Implementing External Issuers
cert-manager offers a number of core issuer types that represent various certificate authorities.
Since the number of potential issuers is larger than what could reasonably be supported in the main cert-manager repository, cert-manager also supports out-of-tree external issuers, and treats them the same as in-tree issuer types.
This document is for people looking to create external issuers. For more information on how to install and configure external issuer types, read the configuration documentation.
An issuer represents a certificate authority that signs incoming certificate
requests. In cert-manager, the
CertificateRequest resource represents a single
request for a signed certificate, containing the raw certificate request PEM
data as well as other information relating to the desired certificate.
In cert-manager, each issuer type has its own controller that watches these
CertificateRequest resources and checks to see if a given
configured to use the issuer.
This is done via the
issuerRef stanza on the
CertificateRequest which contains
group denotes an API group such as
cert-manager.io (which is responsible for all core issuer types).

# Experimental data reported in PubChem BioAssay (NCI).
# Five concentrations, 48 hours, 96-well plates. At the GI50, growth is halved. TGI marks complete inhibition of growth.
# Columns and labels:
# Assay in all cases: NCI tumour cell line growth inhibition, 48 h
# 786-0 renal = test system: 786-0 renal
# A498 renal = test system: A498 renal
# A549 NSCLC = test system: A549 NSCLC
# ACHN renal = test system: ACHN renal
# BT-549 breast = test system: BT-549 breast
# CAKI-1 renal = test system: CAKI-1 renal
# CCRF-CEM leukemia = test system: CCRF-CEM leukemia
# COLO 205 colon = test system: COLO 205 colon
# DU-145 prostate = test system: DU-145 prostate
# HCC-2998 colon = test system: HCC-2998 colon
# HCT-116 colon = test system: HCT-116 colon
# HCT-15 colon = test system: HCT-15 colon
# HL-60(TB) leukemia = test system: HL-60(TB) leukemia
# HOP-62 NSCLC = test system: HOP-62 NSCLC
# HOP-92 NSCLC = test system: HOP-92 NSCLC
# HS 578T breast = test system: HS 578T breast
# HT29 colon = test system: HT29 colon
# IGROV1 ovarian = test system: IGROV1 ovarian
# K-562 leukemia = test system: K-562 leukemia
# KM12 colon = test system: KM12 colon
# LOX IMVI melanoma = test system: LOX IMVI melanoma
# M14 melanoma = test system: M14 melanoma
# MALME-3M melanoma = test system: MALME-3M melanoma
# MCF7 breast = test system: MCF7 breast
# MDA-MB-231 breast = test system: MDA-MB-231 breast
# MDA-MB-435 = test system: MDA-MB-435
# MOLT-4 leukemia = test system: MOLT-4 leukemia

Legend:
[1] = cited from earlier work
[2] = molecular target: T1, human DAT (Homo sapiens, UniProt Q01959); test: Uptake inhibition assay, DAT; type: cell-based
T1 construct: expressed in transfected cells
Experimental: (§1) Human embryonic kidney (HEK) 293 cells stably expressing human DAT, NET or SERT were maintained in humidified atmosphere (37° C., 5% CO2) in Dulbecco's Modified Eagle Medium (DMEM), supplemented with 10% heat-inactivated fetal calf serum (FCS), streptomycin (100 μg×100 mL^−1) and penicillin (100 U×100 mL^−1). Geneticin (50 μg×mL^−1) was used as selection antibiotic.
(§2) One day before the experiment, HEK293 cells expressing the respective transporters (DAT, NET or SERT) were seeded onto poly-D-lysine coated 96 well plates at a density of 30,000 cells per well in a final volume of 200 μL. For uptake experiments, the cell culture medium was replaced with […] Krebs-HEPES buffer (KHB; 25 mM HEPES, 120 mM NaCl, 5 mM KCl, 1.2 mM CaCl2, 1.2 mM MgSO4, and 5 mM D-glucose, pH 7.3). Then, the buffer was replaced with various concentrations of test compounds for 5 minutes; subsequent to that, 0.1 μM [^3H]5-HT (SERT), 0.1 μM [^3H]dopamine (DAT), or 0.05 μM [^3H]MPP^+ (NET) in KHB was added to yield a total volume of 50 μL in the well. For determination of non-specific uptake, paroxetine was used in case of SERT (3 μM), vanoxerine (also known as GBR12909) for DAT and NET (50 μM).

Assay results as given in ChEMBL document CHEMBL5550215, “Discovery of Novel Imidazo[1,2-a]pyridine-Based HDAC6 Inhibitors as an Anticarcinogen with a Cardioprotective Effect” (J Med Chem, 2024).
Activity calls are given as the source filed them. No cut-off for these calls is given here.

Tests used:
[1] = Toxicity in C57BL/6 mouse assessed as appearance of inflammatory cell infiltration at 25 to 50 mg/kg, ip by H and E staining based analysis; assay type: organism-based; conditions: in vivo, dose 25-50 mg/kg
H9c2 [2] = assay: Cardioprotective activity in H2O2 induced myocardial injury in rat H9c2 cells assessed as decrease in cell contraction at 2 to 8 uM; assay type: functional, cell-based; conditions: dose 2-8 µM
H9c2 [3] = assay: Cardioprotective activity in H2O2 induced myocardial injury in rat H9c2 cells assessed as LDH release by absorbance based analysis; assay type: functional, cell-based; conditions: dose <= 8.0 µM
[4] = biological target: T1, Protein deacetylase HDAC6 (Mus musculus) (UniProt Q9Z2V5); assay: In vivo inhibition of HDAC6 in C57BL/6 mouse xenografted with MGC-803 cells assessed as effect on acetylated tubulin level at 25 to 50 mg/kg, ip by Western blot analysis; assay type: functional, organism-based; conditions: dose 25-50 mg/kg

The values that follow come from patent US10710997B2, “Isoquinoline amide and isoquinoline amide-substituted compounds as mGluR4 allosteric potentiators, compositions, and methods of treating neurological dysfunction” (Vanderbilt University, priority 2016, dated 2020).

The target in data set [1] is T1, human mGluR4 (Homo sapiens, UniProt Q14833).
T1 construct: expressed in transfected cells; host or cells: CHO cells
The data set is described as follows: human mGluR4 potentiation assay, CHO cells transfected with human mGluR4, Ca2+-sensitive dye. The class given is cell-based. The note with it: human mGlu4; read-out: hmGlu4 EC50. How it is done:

kind denotes the "kind" resource type of the issuer - usually
name denotes the name of the issuer resource of the specified kind. An example might be
When an issuer controller observes a new
CertificateRequest which refers to it,
it then ensures that the corresponding issuer resource exists in Kubernetes.
It then uses the information inside the issuer resource to attempt to create a signed certificate, based upon the information inside the certificate request.
If you want to create an External Issuer, the best place to start is likely to be the Sample External Issuer.
The Sample External Issuer is maintained by the cert-manager team, and its README file has step-by-step instructions on how to write an external issuer using Kubebuilder and controller-runtime.
Before signing a certificate, Issuers must also ensure that the
CertificateRequest is not
Approved, the issuer must not process it. Issuers are not
responsible for approving
CertificateRequests and should refuse to proceed if they find a certificate
that is not approved.
CertificateRequest created for an issuance associated with a
Denied, the issuance will be failed by cert-manager's issuing controller.
Once a signed certificate has been gathered by the issuer controller, it updates the status of the
CertificateRequest resource with the signed certificate. It is then important to update the condition
status of that resource to a ready state, as this is what is used to signal to higher order
controllers - such as the
Certificate controller - that the resource is ready to be consumed.
Conversely, if the
CertificateRequest fails, it is as important to mark the resource as such, as this will
also be used as a signal to higher order controllers. Valid condition states are listed under concepts.
It is recommended that you make use of the kubebuilder project in order
to implement your external issuer controller. This makes it very simple to generate
CustomResourceDefinitions and gives
you a lot of controller functionality out of the box.